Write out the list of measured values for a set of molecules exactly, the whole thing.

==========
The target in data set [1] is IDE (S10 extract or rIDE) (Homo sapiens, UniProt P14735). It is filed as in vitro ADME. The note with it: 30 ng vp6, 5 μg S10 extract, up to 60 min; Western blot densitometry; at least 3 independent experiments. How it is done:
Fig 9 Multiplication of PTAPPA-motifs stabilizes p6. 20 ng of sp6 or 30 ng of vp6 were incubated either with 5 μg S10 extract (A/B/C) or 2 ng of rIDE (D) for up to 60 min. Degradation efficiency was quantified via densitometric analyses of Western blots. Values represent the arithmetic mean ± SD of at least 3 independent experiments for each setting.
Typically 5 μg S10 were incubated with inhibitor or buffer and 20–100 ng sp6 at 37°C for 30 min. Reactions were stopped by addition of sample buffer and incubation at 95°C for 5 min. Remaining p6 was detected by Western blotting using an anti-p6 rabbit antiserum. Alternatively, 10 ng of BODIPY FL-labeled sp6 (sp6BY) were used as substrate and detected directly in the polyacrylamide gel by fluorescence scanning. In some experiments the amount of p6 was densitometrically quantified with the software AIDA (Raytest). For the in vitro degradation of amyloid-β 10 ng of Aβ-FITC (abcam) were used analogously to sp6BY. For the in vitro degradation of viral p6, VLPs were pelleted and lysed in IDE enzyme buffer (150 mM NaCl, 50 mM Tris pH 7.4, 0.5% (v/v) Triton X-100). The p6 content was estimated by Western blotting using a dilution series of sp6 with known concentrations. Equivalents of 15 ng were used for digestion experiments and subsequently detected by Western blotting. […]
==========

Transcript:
The target in data set [1] is IDE (S10 extract or rIDE) (Homo sapiens, UniProt P14735). It is filed as in vitro ADME. The note with it: 30 ng vp6, 5 μg S10 extract, up to 60 min; Western blot densitometry; at least 3 independent experiments. How it is done:
Fig 9 Multiplication of PTAPPA-motifs stabilizes p6. 20 ng of sp6 or 30 ng of vp6 were incubated either with 5 μg S10 extract (A/B/C) or 2 ng of rIDE (D) for up to 60 min. Degradation efficiency was quantified via densitometric analyses of Western blots. Values represent the arithmetic mean ± SD of at least 3 independent experiments for each setting.
Typically 5 μg S10 were incubated with inhibitor or buffer and 20–100 ng sp6 at 37°C for 30 min. Reactions were stopped by addition of sample buffer and incubation at 95°C for 5 min. Remaining p6 was detected by Western blotting using an anti-p6 rabbit antiserum. Alternatively, 10 ng of BODIPY FL-labeled sp6 (sp6BY) were used as substrate and detected directly in the polyacrylamide gel by fluorescence scanning. In some experiments the amount of p6 was densitometrically quantified with the software AIDA (Raytest). For the in vitro degradation of amyloid-β 10 ng of Aβ-FITC (abcam) were used analogously to sp6BY. For the in vitro degradation of viral p6, VLPs were pelleted and lysed in IDE enzyme buffer (150 mM NaCl, 50 mM Tris pH 7.4, 0.5% (v/v) Triton X-100). The p6 content was estimated by Western blotting using a dilution series of sp6 with known concentrations. Equivalents of 15 ng were used for digestion experiments and subsequently detected by Western blotting. […]